Hunting for Minibeasts
Science for Families: Activities supporting the ‘Pooter’ session
This resource is designed to accompany the Science for Families course delivered by NUSTEM or one of our partners. It’s a six-week parent and child course delivered in primary schools.
You’re welcome to use the resources for other purposes, but they might not make quite as much sense!
It may look a little home-made, but your pooter is the first step on your journey to becoming an entomologist – that’s the type of scientist who investigates the world of insects! You’ll have used your pooter already to collect minibeasts in habitats near your Science for Families session, so now it’s time to explore your own backyard, garden, or a park close to home!
Remember to take care when using your pooter. Follow these rules:
- Only capture one insect at a time. Empty your pooter between goes.
- Make sure you return insects back where you found them.
- Handle insects gently – remember you are a lot bigger than they are!
If you’d like to learn a bit more about the fascinating world of entomology – that’s the study of insects – scroll down for more experiments to try.
Becoming an entomologist
Here’s an excellent video from the BBC, which includes information about loads of different insects and minibeasts you might find in the UK and further abroad. We think it’s well worth exploring.
Whilst out bug hunting, NUSTEM recorded this video of an ants nest in Exhibition Park, Newcastle:
Entomologists aren’t just interested in where mini beasts live – they also want to know how they behave.
To experiment with animal behaviour, try making a simple choice chamber to see which kind of environment woodlice prefer. The folks over at Science Sparks have put together a tutorial for making one, which you can find here.
So today you’ve been exploring the wonderful world of botany – the science of plants. I bet you’ve also got up close and personal with a strange and wonderful Venus Fly Trap.
Hopefully your plant and the little plastic tube made it safely home. If they did, it’s time to do a little experiment. Scroll down for instructions!
Botany is a pretty cool area of science. If you fancy finding out a bit more about the wonderful world of plants, head outside and have a look around – you’ll find thousands of different types all over the place!
An experiment: multicoloured flowers
For this experiment, you’ll need:
- Your white flower (its called a chrysanthemum)
- A cup half filled with water
- Some food colouring (blue is good)
What to do (scientists call this the Method):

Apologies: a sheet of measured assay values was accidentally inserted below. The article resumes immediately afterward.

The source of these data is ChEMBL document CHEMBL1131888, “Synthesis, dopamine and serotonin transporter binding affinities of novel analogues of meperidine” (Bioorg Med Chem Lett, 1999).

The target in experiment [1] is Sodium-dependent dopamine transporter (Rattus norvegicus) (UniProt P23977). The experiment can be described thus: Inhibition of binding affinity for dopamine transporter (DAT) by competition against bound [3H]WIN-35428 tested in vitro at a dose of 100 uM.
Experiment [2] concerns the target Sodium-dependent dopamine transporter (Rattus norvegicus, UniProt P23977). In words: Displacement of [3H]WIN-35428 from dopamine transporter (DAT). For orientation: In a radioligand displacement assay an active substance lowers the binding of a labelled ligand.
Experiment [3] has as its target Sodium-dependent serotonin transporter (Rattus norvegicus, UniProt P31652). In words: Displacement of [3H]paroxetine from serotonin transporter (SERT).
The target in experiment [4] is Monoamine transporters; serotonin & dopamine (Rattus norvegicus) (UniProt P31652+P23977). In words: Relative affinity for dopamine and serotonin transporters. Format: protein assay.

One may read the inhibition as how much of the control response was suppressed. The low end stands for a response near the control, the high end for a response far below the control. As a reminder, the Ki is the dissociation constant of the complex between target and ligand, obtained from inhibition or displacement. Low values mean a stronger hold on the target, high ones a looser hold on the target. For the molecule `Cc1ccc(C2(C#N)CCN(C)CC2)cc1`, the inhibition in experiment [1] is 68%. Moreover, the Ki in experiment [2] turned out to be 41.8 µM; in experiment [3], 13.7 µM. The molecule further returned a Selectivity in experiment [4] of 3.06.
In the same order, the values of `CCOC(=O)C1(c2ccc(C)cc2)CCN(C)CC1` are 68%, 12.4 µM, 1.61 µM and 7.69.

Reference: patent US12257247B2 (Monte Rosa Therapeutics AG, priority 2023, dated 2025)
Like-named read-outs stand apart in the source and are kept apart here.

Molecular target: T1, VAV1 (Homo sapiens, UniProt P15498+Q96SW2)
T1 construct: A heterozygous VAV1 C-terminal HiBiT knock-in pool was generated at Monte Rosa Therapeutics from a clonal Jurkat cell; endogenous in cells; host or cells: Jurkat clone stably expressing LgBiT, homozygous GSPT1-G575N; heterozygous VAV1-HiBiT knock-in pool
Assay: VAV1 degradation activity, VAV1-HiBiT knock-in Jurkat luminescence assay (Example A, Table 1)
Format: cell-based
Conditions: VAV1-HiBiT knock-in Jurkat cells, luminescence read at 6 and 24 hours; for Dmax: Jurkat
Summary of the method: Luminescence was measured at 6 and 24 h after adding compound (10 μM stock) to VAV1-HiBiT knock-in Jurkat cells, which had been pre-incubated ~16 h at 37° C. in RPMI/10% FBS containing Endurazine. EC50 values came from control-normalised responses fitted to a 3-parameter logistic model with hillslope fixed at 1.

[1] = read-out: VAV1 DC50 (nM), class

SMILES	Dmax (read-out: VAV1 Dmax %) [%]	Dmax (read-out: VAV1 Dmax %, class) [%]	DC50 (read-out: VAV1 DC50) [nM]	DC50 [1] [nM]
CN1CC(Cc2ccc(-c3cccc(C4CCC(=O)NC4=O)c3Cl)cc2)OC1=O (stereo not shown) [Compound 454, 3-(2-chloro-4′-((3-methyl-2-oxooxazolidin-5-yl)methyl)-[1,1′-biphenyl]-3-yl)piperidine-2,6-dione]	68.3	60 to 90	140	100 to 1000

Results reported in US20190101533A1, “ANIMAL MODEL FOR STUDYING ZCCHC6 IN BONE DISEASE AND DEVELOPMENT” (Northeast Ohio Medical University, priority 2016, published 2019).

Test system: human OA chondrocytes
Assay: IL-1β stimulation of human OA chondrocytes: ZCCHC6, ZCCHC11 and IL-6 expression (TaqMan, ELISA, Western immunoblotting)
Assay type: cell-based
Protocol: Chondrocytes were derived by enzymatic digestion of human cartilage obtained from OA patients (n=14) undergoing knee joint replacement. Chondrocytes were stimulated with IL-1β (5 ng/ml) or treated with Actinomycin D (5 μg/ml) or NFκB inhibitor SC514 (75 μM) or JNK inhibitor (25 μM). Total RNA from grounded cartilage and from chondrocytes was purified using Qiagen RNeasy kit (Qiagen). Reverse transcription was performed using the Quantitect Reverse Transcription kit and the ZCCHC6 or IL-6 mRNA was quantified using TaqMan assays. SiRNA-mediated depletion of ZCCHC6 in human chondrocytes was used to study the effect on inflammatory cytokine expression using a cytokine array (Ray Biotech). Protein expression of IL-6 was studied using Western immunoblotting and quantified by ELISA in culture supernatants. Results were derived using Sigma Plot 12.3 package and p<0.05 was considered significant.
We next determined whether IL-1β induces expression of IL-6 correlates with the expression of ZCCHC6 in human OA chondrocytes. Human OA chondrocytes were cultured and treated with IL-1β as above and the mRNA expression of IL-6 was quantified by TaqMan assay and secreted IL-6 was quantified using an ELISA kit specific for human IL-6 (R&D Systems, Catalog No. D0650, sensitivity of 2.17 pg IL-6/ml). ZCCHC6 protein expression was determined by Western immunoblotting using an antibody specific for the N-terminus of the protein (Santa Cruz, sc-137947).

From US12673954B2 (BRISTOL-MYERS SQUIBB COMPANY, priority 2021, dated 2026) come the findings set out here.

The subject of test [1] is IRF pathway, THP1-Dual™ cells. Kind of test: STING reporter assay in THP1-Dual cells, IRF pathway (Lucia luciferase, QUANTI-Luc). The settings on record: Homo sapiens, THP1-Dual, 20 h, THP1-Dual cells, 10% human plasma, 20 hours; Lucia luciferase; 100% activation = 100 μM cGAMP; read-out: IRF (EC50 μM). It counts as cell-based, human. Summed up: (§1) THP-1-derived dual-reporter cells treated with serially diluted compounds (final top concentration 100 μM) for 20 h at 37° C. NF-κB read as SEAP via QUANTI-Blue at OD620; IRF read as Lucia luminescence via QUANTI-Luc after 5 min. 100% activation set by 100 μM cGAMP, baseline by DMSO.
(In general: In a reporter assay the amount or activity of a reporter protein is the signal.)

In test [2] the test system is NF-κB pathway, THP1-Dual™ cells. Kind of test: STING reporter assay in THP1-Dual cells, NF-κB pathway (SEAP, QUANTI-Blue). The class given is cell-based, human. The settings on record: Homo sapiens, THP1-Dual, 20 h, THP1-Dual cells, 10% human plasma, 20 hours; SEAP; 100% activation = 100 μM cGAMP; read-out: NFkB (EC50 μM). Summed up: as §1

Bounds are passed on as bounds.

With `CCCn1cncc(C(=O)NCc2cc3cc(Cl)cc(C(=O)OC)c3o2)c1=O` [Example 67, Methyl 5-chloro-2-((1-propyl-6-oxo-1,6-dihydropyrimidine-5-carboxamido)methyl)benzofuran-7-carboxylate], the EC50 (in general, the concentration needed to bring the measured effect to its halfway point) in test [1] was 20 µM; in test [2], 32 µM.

- Add 6 drops of your food colouring to the water.
- Remove the flower from its plastic vial and put the stem into the coloured water.
- Leave it for a few hours.
- Come back and see what has happened!
- Take a photo and email it to us – we’d love to add it to our gallery below.
If you get stuck, try watching the video on the right – it’ll show you exactly what to do.
What’s going on?
Hopefully, after a couple of hours, you will see some of the colour from the water on the petals. Before you read on, stop and ask yourself this question:
How has the colour got from the water to the petal?
In humans, all the nutrients and waste is transported around our bodies through blood vessels. These are little (and sometime big) pipes that connect your entire body. If you close one eye and look in a mirror you can probably see these blood vessels on your eyelid, they are little red lines.
Plants also transport waste, nutrients and water around. They do this using a special tubes. Tubes so small you can’t see them with your eye. This is why your flower has turned blue (or green, or whatever coloured food colouring you use), water has travelled up the tubes into the petals. Because the water was blue, the petals turned blue!
The Think Physics Flower Gallery
Cookie and Privacy Settings
Click on the different category headings to find out more. You can also change some of your preferences. Note that blocking some types of cookies may impact your experience on our websites and the services we are able to offer.
These cookies are strictly necessary to provide you with services available through our website and to use some of its features.
We provide you with a list of stored cookies on your computer in our domain so you can check what we stored. Due to security reasons we are not able to show or modify cookies from other domains. You can check these in your browser security settings.
These cookies collect information that is used either in aggregate form to help us understand how our website is being used or how effective our marketing campaigns are, or to help us customize our website and application for you in order to enhance your experience.
If you do not want that we track your visit to our site you can disable tracking in your browser here:
We also use different external services like Google Webfonts, Google Maps, and external Video providers. Since these providers may collect personal data like your IP address we allow you to block them here. Please be aware that this might heavily reduce the functionality and appearance of our site. Changes will take effect once you reload the page.
Google Webfont Settings:
Google Map Settings:
Google reCaptcha Settings:
Vimeo and Youtube video embeds:
The following cookies are also needed - You can choose if you want to allow them: